Loyalty is a big deal in the black community, we take that shit serious because for centuries, black Americans could only depend on each other, and even though we have come a long way, we still heavily rely on each other, which has created some toxicity amongst us, especially in romantic relationships (re: submission). I touched on this briefly in my very first blog post about submission, but I want to push the needle forward just a little bit more. I want to talk about how we as black women allow black men to define us and how we so blindly accept the false narrative they push about themselves on the guise of being loyal.

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Here’s the truth: Black men find honor in defining black women as queens, because black men think that they are kings. They are not. It’s time we clear this shit up.

Black men, what exactly are you the king of? A king is head of state, so what state are you the head of? Yourself? That means you have autonomy. Try again. Listen, we cannot distort the meaning of words to support a personal narrative, especially if that narrative has the ability to adversely affect others (re: black women). You all want to be honored and revered as black men, I get it, and I think you all deserve that, but we shouldn’t have to skew definitions in order to do so, and black women shouldn’t have to be used as a tool to solidify the social power of black men, because y’all think y’all are kings. That is toxic performative masculinity and it rears its ugly head when black men internalize the idea that they are kings and then try to crown black women as queens. The idea that a black woman should call a black man a king, or treat black men as if they are kings is inherently oppressive, especially with the rampant presence of misognyoir in our community. Essentially, black women calling black men kings is nothing more than blind submission based on the fact that we share skin, thus, making black men the king of black women. Hard pass. 

A lot of the harmful toxic shit that men do to women is due to the fact that men are conditioned to believe that they are superior and they uphold that belief in many ways, and that includes language. So no, you are not a king and I’m not calling you a king. This is not a monarchy, you don’t run shit, and you most definitely will not assert your social power by attempting to crown me as a queen based on your subjective criteria. I can reject the assertion of your male privilege the same way I can acknowledge the way patriarchy afforded you that privilege. I’m not the one.

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Calling a woman a queen is more than just a empty ass compliment, it is literally and figuratively a man composing specific criteria for women to live up to, maintain, and/or strive to be. It is inherently oppressive, because if it wasn’t men would have no problem when women queen themselves. If it wasn’t oppressive men would not feel the need to tell women what it means to be a queen, they would shut the fuck up and let us tell them what it means for us, and men would support it, not because we’re women, but because we’re people with autonomy. But here we are…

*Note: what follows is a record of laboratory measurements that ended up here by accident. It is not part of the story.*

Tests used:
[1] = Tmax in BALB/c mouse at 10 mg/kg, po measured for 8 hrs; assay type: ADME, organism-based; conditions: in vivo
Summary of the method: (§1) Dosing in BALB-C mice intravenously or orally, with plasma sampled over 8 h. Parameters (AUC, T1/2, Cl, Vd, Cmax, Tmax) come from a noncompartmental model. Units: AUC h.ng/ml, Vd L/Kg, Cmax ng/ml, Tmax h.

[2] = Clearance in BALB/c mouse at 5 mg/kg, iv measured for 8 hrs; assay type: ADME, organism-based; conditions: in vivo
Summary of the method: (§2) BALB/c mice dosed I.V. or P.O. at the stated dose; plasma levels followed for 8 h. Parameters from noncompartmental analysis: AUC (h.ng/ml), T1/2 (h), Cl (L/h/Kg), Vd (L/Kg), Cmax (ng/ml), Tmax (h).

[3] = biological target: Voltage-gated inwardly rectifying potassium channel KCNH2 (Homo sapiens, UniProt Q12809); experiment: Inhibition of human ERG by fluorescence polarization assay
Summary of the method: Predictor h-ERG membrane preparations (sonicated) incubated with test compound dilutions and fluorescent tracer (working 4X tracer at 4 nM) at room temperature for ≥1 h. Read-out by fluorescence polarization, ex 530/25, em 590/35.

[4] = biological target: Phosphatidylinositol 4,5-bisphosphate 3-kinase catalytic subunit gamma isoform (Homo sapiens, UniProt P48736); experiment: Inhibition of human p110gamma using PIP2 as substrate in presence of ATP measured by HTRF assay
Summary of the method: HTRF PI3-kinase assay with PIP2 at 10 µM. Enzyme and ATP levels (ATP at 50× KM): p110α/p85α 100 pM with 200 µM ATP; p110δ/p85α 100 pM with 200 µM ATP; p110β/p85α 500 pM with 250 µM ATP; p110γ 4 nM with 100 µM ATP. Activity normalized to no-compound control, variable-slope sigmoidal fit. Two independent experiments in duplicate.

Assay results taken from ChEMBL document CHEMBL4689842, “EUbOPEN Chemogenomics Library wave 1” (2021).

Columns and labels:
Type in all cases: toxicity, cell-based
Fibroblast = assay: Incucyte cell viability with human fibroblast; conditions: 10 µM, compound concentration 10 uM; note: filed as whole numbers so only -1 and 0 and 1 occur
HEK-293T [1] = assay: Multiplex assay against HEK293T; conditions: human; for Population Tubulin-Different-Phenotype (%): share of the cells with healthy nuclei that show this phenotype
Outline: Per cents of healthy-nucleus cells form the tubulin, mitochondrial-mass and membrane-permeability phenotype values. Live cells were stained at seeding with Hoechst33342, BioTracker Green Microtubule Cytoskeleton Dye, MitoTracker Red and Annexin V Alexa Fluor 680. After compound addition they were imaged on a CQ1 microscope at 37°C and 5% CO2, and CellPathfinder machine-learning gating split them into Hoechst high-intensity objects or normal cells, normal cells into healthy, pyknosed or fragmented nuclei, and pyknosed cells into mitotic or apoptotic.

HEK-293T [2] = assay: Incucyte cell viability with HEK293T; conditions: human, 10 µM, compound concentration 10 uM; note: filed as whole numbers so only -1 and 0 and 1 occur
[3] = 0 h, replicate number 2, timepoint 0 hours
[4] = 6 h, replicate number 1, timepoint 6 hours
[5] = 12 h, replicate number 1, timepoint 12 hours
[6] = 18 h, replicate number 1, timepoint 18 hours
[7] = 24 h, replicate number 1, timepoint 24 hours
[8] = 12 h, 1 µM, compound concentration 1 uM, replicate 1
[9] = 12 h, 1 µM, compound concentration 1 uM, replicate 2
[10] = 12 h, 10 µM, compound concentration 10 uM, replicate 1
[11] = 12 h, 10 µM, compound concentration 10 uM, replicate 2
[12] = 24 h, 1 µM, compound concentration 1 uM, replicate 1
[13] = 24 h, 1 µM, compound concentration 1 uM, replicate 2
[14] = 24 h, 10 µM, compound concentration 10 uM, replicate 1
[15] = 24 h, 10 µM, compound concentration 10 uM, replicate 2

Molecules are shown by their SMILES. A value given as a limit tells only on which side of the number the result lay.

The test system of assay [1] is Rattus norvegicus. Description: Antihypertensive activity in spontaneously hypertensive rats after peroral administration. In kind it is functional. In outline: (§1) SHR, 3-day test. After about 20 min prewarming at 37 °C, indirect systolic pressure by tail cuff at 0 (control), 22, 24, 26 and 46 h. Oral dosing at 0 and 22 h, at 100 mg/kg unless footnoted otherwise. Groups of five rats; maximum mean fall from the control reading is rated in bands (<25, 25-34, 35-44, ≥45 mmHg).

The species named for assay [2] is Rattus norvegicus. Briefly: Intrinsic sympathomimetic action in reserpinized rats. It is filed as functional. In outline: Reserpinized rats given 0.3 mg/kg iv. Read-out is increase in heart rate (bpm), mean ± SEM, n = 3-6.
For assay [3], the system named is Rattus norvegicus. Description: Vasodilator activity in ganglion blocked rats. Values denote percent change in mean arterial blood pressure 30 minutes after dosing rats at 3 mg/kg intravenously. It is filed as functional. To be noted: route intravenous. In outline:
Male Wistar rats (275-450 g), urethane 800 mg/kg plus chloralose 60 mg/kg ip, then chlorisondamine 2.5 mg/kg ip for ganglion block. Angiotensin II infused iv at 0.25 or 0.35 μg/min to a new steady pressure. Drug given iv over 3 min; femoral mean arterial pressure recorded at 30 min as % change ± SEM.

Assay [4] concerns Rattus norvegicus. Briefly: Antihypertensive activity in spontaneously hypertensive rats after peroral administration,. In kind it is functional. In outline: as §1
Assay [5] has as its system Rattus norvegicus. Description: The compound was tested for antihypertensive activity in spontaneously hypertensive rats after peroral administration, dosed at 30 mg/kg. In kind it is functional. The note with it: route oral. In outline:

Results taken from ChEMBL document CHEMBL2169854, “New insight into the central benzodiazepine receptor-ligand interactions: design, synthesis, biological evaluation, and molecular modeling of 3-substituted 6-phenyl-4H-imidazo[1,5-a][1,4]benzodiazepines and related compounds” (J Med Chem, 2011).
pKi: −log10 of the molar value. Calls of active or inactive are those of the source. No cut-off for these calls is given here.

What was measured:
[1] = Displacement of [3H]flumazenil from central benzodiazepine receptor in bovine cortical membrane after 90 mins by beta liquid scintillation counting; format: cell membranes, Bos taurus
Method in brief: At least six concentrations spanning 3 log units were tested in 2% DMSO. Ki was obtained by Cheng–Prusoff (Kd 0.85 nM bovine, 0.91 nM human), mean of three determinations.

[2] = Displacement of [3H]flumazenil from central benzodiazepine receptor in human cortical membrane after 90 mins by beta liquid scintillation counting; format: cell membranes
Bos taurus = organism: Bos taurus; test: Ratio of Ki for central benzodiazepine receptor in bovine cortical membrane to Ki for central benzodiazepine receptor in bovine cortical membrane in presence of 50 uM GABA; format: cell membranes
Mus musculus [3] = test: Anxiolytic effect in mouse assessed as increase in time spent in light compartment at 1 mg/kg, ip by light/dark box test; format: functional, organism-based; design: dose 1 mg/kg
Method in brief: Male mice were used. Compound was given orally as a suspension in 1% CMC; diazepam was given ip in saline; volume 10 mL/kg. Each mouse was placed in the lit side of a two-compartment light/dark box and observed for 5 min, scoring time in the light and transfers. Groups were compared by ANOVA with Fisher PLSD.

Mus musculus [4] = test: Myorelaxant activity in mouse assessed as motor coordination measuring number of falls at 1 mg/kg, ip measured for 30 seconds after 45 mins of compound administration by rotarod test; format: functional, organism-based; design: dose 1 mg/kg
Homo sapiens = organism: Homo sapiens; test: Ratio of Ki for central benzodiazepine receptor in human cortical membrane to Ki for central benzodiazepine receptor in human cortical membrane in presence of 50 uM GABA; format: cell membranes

I understand the sentiment of wanting to empower and love women, but if your empowerment and love is anchored in patriarchal principles, I don’t want it, and I don’t find it endearing. I find it offensive that as a grown ass woman, I should be flattered by a man telling me that I’m a queen based on whatever protocols he came up with. I cannot overstate how much I love black men, but I refuse to be used as a pawn for any of y’all to flex your social power. The way black men romanticize royalty is performative, toxic, divisive, and oppressive. I don’t subscribe to the fake shit so I find it hard to find performative praise to be endearing.

When black women call ourselves or other black women queens it is more about empowerment and less about living up to someone else’s standard, maybe if black men empowered and supported us without trying to define us we wouldn’t feel the need to call ourselves queens. I understand the idea behind upholding a sense of honor within the black community, we need it, we need to be empowered, not just black women but black men as well. But you can’t empower one group at the expense of another group, that is not empowerment, that is oppression, and black people should understand that more than anyone. But again…here we are.

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Black men, if you call black women queens because you are truly invested in the empowerment and support of black women then you should be aware of the space that you take up and make room for us to be our authentic selves without feeling the need to provide your two cents. You can love us, support us, empower us, and encourage us without creating a standard for us and slapping an empty ass title on it. Give us the space to choose what we anchor our worth in, at the end of the day, it’s none of  your business anyway. Y’all should be more concerned with what you anchor your worth in instead of giving us a guideline on how to be queens for you.

Remember, we don’t exist for you and we never will. Let us be ourselves.